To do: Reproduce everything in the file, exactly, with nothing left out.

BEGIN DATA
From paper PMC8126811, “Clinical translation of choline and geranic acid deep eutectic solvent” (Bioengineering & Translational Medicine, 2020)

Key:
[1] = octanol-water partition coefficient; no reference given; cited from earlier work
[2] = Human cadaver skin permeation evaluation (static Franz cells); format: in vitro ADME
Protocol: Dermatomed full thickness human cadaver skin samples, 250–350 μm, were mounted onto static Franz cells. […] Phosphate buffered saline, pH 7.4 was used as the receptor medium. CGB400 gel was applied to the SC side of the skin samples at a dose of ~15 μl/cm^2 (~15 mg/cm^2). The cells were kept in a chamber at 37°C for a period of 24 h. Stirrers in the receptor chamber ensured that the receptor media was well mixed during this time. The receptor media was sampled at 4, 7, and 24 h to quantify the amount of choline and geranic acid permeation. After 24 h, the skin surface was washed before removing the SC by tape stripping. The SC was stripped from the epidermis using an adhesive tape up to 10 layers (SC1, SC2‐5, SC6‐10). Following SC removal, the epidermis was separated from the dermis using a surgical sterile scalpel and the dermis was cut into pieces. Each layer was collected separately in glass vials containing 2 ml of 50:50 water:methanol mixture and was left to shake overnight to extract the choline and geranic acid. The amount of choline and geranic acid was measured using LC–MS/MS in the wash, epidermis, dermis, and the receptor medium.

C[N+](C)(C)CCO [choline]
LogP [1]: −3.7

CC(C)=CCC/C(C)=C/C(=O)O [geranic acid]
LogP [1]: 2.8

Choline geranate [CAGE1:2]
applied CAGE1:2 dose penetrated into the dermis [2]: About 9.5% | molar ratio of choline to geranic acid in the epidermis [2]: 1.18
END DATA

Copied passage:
From paper PMC8126811, “Clinical translation of choline and geranic acid deep eutectic solvent” (Bioengineering & Translational Medicine, 2020)

Key:
[1] = octanol-water partition coefficient; no reference given; cited from earlier work
[2] = Human cadaver skin permeation evaluation (static Franz cells); format: in vitro ADME
Protocol: Dermatomed full thickness human cadaver skin samples, 250–350 μm, were mounted onto static Franz cells. […] Phosphate buffered saline, pH 7.4 was used as the receptor medium. CGB400 gel was applied to the SC side of the skin samples at a dose of ~15 μl/cm^2 (~15 mg/cm^2). The cells were kept in a chamber at 37°C for a period of 24 h. Stirrers in the receptor chamber ensured that the receptor media was well mixed during this time. The receptor media was sampled at 4, 7, and 24 h to quantify the amount of choline and geranic acid permeation. After 24 h, the skin surface was washed before removing the SC by tape stripping. The SC was stripped from the epidermis using an adhesive tape up to 10 layers (SC1, SC2‐5, SC6‐10). Following SC removal, the epidermis was separated from the dermis using a surgical sterile scalpel and the dermis was cut into pieces. Each layer was collected separately in glass vials containing 2 ml of 50:50 water:methanol mixture and was left to shake overnight to extract the choline and geranic acid. The amount of choline and geranic acid was measured using LC–MS/MS in the wash, epidermis, dermis, and the receptor medium.

C[N+](C)(C)CCO [choline]
LogP [1]: −3.7

CC(C)=CCC/C(C)=C/C(=O)O [geranic acid]
LogP [1]: 2.8

Choline geranate [CAGE1:2]
applied CAGE1:2 dose penetrated into the dermis [2]: About 9.5% | molar ratio of choline to geranic acid in the epidermis [2]: 1.18